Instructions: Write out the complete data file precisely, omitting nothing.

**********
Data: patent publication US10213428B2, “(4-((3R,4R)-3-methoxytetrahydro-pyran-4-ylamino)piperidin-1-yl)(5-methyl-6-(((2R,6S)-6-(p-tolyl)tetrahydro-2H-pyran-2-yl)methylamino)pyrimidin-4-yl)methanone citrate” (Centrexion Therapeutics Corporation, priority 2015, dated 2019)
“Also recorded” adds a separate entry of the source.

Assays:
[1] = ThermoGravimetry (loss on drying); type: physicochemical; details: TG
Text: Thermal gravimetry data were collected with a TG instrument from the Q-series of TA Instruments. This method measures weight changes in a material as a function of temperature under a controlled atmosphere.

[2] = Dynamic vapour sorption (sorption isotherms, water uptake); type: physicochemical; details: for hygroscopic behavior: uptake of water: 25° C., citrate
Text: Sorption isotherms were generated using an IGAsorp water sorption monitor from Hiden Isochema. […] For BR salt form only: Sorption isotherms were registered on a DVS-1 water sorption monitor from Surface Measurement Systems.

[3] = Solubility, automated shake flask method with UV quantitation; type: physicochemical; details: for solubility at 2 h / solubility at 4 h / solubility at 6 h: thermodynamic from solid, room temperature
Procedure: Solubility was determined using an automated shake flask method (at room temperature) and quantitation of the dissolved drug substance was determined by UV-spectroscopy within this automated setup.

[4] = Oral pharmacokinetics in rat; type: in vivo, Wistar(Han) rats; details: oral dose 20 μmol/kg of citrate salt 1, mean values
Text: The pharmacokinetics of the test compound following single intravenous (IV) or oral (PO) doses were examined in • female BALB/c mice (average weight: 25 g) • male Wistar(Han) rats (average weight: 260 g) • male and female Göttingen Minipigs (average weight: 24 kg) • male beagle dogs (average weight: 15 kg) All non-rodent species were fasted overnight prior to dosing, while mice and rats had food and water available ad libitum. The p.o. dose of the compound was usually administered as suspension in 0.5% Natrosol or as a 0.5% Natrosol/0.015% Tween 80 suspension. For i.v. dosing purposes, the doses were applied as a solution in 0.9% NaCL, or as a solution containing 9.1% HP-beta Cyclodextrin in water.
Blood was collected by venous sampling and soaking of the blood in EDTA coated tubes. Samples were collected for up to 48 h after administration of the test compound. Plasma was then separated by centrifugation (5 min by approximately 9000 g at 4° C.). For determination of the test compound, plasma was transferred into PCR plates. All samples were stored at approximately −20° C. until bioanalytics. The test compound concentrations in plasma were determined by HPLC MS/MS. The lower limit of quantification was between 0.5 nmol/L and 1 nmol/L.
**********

Data: patent publication US10213428B2, “(4-((3R,4R)-3-methoxytetrahydro-pyran-4-ylamino)piperidin-1-yl)(5-methyl-6-(((2R,6S)-6-(p-tolyl)tetrahydro-2H-pyran-2-yl)methylamino)pyrimidin-4-yl)methanone citrate” (Centrexion Therapeutics Corporation, priority 2015, dated 2019)
“Also recorded” adds a separate entry of the source.

Assays:
[1] = ThermoGravimetry (loss on drying); type: physicochemical; details: TG
Text: Thermal gravimetry data were collected with a TG instrument from the Q-series of TA Instruments. This method measures weight changes in a material as a function of temperature under a controlled atmosphere.

[2] = Dynamic vapour sorption (sorption isotherms, water uptake); type: physicochemical; details: for hygroscopic behavior: uptake of water: 25° C., citrate
Text: Sorption isotherms were generated using an IGAsorp water sorption monitor from Hiden Isochema. […] For BR salt form only: Sorption isotherms were registered on a DVS-1 water sorption monitor from Surface Measurement Systems.

[3] = Solubility, automated shake flask method with UV quantitation; type: physicochemical; details: for solubility at 2 h / solubility at 4 h / solubility at 6 h: thermodynamic from solid, room temperature
Procedure: Solubility was determined using an automated shake flask method (at room temperature) and quantitation of the dissolved drug substance was determined by UV-spectroscopy within this automated setup.

[4] = Oral pharmacokinetics in rat; type: in vivo, Wistar(Han) rats; details: oral dose 20 μmol/kg of citrate salt 1, mean values
Text: The pharmacokinetics of the test compound following single intravenous (IV) or oral (PO) doses were examined in • female BALB/c mice (average weight: 25 g) • male Wistar(Han) rats (average weight: 260 g) • male and female Göttingen Minipigs (average weight: 24 kg) • male beagle dogs (average weight: 15 kg) All non-rodent species were fasted overnight prior to dosing, while mice and rats had food and water available ad libitum. The p.o. dose of the compound was usually administered as suspension in 0.5% Natrosol or as a 0.5% Natrosol/0.015% Tween 80 suspension. For i.v. dosing purposes, the doses were applied as a solution in 0.9% NaCL, or as a solution containing 9.1% HP-beta Cyclodextrin in water.
Blood was collected by venous sampling and soaking of the blood in EDTA coated tubes. Samples were collected for up to 48 h after administration of the test compound. Plasma was then separated by centrifugation (5 min by approximately 9000 g at 4° C.). For determination of the test compound, plasma was transferred into PCR plates. All samples were stored at approximately −20° C. until bioanalytics. The test compound concentrations in plasma were determined by HPLC MS/MS. The lower limit of quantification was between 0.5 nmol/L and 1 nmol/L.